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“Baby Wrist” Afflicts Many New Moms

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Pregnancy related image Photo: Getty Images

In the early days postpartum, new moms use their wrists and forearms more often than they may recognize: lifting baby from the crib, patting the baby’s back, carrying the heavy car seat and additional baby gear. This, combined with fluctuating hormones during pregnancy and lactation, can lead to “baby wrist.”

Also known as de Quervain’s tenosynovitis or de Quervain’s syndrome, baby wrist is similar to carpal tunnel syndrome. However, carpal tunnel syndrome, which affects many women during pregnancy and the several months after childbirth, is primarily nerve-related, whereas de Quervain’s syndrome is a form of tendonitis.

De Quervain’s tendonitis occurs when two tendons that help straighten the thumb are irritated, constricted or overused. This often happens with new, repetitive activities — like those required in the early phases of parenthood. Hormonal fluctuations contribute to its inception. The syndrome is more common in women than men, and while it is not a dangerous condition it is very painful and requires treatment.

When the tendons at the base of the thumb swell, they put pressure on the nerves, which can lead to discomfort in the wrist and even numbness on the back of the thumb and index finger, caused by irritation to the nerve. De Quervain’s can be tremendously painful for new moms who need to use their wrists so regularly. Pain may be most noticeable when making a fist, turning the wrist or gripping on to something (like a car seat, a diaper bag or a baby!).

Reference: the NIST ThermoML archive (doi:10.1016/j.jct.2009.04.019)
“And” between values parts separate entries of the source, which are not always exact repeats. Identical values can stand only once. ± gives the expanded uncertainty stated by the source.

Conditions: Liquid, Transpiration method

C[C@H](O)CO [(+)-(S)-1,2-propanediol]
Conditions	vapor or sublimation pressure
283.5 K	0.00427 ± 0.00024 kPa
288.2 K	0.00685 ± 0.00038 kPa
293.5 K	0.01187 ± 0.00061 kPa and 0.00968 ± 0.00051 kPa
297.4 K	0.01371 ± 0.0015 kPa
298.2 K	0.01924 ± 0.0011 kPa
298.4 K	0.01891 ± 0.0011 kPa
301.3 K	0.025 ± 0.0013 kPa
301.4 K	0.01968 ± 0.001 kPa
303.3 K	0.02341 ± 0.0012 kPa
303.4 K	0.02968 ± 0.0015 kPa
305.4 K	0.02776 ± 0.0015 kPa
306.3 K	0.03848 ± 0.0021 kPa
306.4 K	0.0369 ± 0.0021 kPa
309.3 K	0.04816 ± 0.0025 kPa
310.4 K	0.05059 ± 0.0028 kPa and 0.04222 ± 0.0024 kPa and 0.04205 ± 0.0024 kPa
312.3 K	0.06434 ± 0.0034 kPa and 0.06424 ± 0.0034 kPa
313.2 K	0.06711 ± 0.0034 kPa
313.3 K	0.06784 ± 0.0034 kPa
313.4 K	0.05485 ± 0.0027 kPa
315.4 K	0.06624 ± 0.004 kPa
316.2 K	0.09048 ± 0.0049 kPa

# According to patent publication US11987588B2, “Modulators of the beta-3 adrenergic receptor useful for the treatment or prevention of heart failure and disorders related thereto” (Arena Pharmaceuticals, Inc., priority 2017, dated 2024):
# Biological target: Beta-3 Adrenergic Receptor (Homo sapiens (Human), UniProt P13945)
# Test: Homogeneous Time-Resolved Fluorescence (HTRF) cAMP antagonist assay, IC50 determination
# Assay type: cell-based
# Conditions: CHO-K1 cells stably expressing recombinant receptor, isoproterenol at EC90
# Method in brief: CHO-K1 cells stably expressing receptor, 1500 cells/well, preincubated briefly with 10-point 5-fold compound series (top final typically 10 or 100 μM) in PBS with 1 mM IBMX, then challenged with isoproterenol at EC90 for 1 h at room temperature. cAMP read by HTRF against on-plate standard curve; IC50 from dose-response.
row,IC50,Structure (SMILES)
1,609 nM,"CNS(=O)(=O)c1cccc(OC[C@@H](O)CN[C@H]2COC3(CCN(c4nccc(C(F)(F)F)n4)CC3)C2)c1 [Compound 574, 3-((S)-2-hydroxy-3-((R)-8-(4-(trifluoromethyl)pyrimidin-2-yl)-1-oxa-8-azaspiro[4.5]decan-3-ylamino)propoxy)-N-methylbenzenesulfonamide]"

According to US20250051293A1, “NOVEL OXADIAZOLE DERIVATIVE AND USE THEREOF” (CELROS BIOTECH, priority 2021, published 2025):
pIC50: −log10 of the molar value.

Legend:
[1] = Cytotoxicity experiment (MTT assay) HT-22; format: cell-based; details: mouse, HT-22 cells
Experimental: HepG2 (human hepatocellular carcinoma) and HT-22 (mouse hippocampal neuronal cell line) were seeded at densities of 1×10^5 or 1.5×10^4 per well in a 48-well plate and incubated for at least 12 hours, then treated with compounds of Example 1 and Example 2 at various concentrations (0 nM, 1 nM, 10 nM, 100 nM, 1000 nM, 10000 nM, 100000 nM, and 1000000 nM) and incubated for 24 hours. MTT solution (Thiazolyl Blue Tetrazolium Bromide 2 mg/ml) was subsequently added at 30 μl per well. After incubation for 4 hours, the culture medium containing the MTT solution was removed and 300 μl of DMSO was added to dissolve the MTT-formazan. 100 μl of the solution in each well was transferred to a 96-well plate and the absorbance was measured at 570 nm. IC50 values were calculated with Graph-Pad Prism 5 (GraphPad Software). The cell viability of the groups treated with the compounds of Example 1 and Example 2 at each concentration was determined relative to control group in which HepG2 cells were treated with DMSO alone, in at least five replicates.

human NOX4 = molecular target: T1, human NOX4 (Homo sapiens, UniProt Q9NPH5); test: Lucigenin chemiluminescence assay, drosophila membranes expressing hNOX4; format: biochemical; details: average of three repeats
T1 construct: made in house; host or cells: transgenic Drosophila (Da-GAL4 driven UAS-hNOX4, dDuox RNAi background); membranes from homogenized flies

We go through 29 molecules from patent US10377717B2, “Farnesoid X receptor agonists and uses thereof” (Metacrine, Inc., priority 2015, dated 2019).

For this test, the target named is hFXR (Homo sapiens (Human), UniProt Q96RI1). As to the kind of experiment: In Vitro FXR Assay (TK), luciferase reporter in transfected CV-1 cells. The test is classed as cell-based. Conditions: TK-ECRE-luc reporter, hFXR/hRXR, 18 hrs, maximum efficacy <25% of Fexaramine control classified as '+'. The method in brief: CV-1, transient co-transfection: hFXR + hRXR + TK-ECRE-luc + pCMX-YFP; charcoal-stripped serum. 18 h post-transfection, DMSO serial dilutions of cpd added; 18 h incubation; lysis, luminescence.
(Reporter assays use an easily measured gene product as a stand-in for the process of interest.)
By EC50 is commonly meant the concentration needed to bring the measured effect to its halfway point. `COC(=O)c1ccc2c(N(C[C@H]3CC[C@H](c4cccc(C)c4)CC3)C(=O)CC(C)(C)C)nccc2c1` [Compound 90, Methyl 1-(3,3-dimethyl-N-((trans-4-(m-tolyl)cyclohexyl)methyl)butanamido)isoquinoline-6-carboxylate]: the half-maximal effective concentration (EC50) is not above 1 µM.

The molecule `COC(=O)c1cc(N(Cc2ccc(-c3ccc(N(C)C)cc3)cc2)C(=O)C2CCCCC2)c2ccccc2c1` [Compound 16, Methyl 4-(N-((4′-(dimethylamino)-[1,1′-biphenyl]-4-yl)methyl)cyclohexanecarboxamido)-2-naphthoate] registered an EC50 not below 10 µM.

The main symptom of de Quervain’s syndrome is pain on the thumb side of the wrist. The pain can creep up slowly or may have sudden onset. Pain may also travel down the thumb or up the forearm, and it generally worsens when using the hand and thumb.

Sometimes this side of the wrist swells, and a resulting fluid-filled cyst may appear. When the thumb is moved, a sensation of snapping or getting stuck may be felt. The pain or swelling may be great enough to decrease mobility in the thumb and wrist. Pinching and similar motions can be particularly painful.

De Quervain’s tendonitis can be diagnosed using the Finkelstein test.

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We value and respect our HERWriters' experiences, but everyone is different. Many of our writers are speaking from personal experience, and what's worked for them may not work for you. Their articles are not a substitute for medical advice, although we hope you can gain knowledge from their insight.



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